Tolvaptan (Samsca▼): over-rapid increase in serum sodium and risk of serious neurological events
Article date: April 2012
Treatment with tolvaptan (Samsca▼) can result in over-rapid correction of hyponatraemia, which can lead to serious neurological events. Careful monitoring of serum sodium is therefore important and co-administration of other drugs that may increase serum sodium is not recommended.
Tolvaptan may also reduce the effect of vasopressin analogues used to control or prevent bleeding.
Tolvaptan (Samsca▼) is a selective vasopressin V2-receptor antagonist. It has been licensed in the UK since 2009 for the treatment of adults with hyponatraemia secondary to inappropriate antidiuretic hormone secretion (SIADH) at a dose of 15–60 mg once a day.
Risk of over-rapid increase in serum sodium
Tolvaptan achieves its therapeutic effect by increasing free water clearance without affecting sodium excretion, thereby raising serum sodium. However, there have been reports of serious neurological events (see below: advice for healthcare professionals) in patients treated with tolvaptan where the correction of serum sodium has exceeded the suggested rate. Further information on the rates at which serum sodium should increase is also set out in the advice for healthcare professionals.
Serum sodium should be closely monitored in patients receiving tolvaptan, especially those with very low serum sodium (<120 mmol/L) at baseline or where there is increased risk of demyelination syndromes (eg, hypoxia, alcoholism, or malnutrition).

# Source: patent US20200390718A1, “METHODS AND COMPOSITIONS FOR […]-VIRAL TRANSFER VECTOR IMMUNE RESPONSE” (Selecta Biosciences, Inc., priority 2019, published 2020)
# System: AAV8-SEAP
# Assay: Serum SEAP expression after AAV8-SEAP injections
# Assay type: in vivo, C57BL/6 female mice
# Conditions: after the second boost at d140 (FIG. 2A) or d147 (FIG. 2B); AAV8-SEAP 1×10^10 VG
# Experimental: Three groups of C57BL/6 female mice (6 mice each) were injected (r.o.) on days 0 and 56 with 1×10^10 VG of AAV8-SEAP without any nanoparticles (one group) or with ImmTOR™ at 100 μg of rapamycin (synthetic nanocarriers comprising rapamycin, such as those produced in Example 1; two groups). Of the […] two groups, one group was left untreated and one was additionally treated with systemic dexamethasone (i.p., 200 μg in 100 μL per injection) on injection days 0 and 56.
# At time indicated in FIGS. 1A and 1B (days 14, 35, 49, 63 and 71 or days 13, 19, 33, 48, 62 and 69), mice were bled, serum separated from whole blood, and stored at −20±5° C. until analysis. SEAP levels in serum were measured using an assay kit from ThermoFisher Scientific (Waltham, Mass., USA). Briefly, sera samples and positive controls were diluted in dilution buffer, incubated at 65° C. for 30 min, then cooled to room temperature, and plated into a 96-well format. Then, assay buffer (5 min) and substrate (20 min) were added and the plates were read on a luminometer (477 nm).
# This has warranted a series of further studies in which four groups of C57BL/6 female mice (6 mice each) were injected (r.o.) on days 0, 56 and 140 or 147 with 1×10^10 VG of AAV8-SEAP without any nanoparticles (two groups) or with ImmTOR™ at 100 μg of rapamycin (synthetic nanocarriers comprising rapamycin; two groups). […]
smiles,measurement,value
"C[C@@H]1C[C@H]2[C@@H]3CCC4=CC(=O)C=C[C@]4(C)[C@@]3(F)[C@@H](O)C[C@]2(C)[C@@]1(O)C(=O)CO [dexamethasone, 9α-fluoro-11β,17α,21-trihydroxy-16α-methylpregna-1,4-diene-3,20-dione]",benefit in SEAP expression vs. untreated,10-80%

Product information for tolvaptan has been updated to reflect the new advice.
Interaction with high sodium content medicines or other treatments for hyponatraemia
There is also a risk of a rapid rise in serum sodium when tolvaptan is given concomitantly with medicines with a high sodium content or with other treatments for hyponatraemia (for example normal or hypertonic saline). Treatment with such combinations is therefore not recommended.
Interaction with vasopressin analogues
In addition to its effect on the renal tubule, tolvaptan can block vasopressin V2-receptors involved in the release of coagulation factors (eg, von Willebrand factor). Therefore, tolvaptan may interact with vasopressin analogues such as desmopressin used to prevent or control bleeding, reducing their effect.
Advice for healthcare professionals:
- Increases in serum sodium which are too rapid can be harmful and cause osmotic demyelination, resulting in dysarthria, mutism, dysphagia, lethargy, affective changes, spastic quadriparesis, seizures, coma, or death
- Close monitoring of serum sodium during tolvaptan treatment is recommended, especially in patients with very low serum sodium (<120 mmol/L) at baseline or in those at high risk of demyelination syndromes—for example, those with hypoxia, alcoholism, or malnutrition
- Sodium correction that exceeds 6 mmol/L during the first 6 hours of administration or 8 mmol/L during the first 6–12 hours may be too rapid; in such patients close monitoring of serum sodium and administration of hypotonic fluid is recommended
- If the increase in serum sodium exceeds 12 mmol/L in 24 hours, or 18 mmol/L in 48 hours tolvaptan treatment should be interrupted or discontinued and followed by administration of hypotonic fluid
- Co-administration of tolvaptan with medicines with a high sodium content or with other treatments for hyponatraemia (for example normal or hypertonic saline) is not recommended
- The effect of vasopressin analogues such as desmopressin may be attenuated in patients using them to prevent or control bleeding when given with tolvaptan
See also letter for healthcare professionals sent March 2012
BNF section 6.5.2 Tolvaptan
Article citation: Drug Safety Update April 2012, vol 5 issue 9: A3.